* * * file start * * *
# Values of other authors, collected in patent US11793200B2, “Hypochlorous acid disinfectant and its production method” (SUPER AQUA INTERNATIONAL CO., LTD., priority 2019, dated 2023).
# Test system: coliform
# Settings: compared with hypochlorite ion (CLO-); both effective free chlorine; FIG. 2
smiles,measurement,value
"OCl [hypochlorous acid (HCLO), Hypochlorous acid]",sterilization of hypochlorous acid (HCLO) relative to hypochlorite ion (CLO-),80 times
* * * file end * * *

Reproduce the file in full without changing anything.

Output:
# Values of other authors, collected in patent US11793200B2, “Hypochlorous acid disinfectant and its production method” (SUPER AQUA INTERNATIONAL CO., LTD., priority 2019, dated 2023).
# Test system: coliform
# Settings: compared with hypochlorite ion (CLO-); both effective free chlorine; FIG. 2
smiles,measurement,value
"OCl [hypochlorous acid (HCLO), Hypochlorous acid]",sterilization of hypochlorous acid (HCLO) relative to hypochlorite ion (CLO-),80 times